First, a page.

House of Cards season 6 has one major unavoidable problem, but Robin Wright does the absolute best to bring it home.
When the last season drew its curtains with Francis Underwood in a contained rage, many of us felt dirtily selfish regarding the news of Kevin Spacey caught up in a fire of sexual assault accusations. As Dave Chapelle claimed in his latest Netflix stand-up, we all wanted to see how this played out. Instead, justice was served, and rightfully so, but the less important result is that we got a re-constructed House of Cards season 6, which plays on an almost separate timeline of events that feels depressingly disjointed.
The question pursed on a number of people’s lips will be whether Netflix has managed to weather the scandal and salvage a story that many saw as one of the greatest. Unfortunately, that means being the elephant in the room; House of Cards season 6 is simply good – well-written, in places featuring awards-worthy performances, and articulates a storyline we’ve all become accustomed to in the Netflix series. The issue is that the latest instalment is not great, which is at no fault on the show’s writers. House of Cards has that unavoidable void which is shaped like Francis Underwood.
This is no blemish to Robin Wright’s skill at acting; in fact, if anyone pitched a series where she was the core character from the beginning, I believe a number of executives would snap her up. Her character Claire Underwood is not only the first female president of the United States but unprecedently she is facing the repercussions of the sudden death of her husband, Francis. Madam President’s first task is not only to run the country but to face her critics and those who actively protest against her due to tense political times. Claire’s ultimate task is to rid the memory of Francis Underwood but also rid the subpoenas and legal challenges that come her way due to the mess he left behind.
Unfortunately, Claire Underwood’s objectives make the latest and final season of House of Cards far too ironic; in one hand the show recognises the memory of Francis Underwood but on the other plays a story where Claire is trying to remove him from the history of the show. House of Cards season 6 is almost a reflection of the ordeal the show’s producers were facing; the entire series up until now was induced by Francis’ world and his sinister twisted vision, that to try and continue the story and make him a spirit of the script makes the final season feel empty. Robin Wright did all she can to perform her socks off in order to give it a deserved farewell, but this is the first time she looked directly at the camera to the audience and spoke. It’s difficult to separate and forget how that felt under her predecessor.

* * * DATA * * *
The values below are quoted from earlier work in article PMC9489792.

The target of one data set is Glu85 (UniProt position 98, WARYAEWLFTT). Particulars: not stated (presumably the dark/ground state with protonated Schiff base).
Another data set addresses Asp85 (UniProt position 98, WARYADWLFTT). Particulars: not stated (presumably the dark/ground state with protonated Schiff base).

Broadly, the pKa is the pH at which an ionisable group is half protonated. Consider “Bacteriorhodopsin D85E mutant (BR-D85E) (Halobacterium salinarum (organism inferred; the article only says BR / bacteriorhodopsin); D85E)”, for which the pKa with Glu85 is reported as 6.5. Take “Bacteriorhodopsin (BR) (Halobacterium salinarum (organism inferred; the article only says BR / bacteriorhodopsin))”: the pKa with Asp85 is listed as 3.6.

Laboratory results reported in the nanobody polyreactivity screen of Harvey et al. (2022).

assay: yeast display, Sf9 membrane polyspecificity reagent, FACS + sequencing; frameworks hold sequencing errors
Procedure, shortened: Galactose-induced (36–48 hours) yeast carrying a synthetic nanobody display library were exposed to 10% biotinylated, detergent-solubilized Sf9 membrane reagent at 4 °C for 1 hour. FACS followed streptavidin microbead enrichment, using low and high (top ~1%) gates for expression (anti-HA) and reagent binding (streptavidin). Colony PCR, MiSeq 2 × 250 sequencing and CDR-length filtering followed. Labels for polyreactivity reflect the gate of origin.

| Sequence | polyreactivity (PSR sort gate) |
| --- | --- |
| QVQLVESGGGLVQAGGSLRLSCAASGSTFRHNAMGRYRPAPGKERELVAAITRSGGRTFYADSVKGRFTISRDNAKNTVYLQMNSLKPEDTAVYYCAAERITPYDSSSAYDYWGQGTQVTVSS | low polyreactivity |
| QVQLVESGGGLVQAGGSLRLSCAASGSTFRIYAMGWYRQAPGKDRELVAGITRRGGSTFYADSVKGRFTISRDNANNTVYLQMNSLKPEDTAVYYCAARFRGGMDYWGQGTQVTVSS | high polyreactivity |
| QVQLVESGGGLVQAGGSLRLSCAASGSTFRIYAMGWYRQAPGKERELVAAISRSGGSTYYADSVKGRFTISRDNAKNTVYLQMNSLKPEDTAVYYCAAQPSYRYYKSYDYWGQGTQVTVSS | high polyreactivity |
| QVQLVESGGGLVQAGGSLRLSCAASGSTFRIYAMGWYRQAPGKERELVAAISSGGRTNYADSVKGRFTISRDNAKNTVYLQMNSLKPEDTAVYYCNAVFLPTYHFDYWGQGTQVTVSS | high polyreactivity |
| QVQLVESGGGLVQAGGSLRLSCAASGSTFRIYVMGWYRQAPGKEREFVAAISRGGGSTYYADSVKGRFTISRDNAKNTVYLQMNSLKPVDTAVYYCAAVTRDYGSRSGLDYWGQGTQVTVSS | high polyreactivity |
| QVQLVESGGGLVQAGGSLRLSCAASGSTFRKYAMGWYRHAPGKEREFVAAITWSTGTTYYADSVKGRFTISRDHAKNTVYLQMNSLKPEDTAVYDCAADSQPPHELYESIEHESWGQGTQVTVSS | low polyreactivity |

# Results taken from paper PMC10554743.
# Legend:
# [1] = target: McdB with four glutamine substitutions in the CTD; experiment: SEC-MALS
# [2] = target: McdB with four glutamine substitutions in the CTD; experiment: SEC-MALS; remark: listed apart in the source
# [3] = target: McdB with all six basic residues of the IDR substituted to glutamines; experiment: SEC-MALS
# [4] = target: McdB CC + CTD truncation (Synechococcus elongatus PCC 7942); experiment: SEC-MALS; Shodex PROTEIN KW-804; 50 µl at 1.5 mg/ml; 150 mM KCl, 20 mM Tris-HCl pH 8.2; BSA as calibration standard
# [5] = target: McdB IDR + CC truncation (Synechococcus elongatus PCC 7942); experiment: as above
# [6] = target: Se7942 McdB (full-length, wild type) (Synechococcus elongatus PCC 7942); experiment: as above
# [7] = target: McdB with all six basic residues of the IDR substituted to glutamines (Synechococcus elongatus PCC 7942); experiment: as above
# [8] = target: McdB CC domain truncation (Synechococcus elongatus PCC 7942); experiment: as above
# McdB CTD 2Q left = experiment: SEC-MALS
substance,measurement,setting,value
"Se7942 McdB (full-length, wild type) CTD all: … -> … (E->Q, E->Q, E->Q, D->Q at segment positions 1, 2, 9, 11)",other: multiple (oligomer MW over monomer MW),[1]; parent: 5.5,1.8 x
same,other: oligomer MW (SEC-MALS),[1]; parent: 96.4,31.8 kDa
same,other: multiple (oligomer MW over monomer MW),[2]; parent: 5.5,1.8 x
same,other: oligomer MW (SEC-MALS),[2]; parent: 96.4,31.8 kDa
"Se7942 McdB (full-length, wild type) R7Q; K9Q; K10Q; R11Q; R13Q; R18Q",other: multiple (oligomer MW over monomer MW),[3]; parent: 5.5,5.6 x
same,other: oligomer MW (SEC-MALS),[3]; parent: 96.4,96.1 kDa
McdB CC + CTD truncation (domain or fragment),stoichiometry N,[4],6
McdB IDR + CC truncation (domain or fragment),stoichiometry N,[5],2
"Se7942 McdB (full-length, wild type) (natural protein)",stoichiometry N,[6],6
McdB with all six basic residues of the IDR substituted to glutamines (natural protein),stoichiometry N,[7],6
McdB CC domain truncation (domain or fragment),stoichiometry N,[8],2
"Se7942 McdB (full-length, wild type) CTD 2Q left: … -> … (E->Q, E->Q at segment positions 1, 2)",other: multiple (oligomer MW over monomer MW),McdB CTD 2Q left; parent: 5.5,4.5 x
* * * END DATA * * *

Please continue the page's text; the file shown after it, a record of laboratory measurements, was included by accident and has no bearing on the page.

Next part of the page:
The story is fine, which is the minimum I would expect. The themes centring around female empowerment and overcoming the world of men were to be expected. There are also a few flashbacks that revert back to Claire’s childhood, which is designed to help the audience connect with the president. I found issue with the fact that Claire Underwood, as we know, is not necessarily a nice person, even if her husband orchestrated most of the plotting, so this idea that we can understand from a perspective of sympathy is undone by her speeches to the camera.
The usual suspects return: Doug Stamper (Michael Kelly) is exiting rehab and battling with Francis’ memory whilst at the same time is trying to give himself a place in the White House; you are not entirely sure for a few episodes what his true motives are. Vice President Mark Usher (Campbell Scott) is a troubling character to gain a grip on, as he’s too nice to be wholly manipulative but he serves as a nuisance to Claire Underwood due to his strong ties to the newly-introduced siblings Annette (Diane Lane) and Bill Shepherd (Greg Kinnear), the inheritors of an industrial conglomerate and members of a family with the power to influence American politics.
House of Cards season 6 presents a lot of challenges for Claire Underwood to deal with in its final curtains, however, the insurmountable challenge was to deal with the obvious. The House of Cards boss has recently been quoted as saying that it would have been a big mistake to just erase Kevin Spacey from the final season, but maybe, just maybe, it was a bigger mistake running this series into the ground.
Daniel Hart is the Co-Founder of Ready Steady Cut and has operated as Editor-in-Chief since 2017.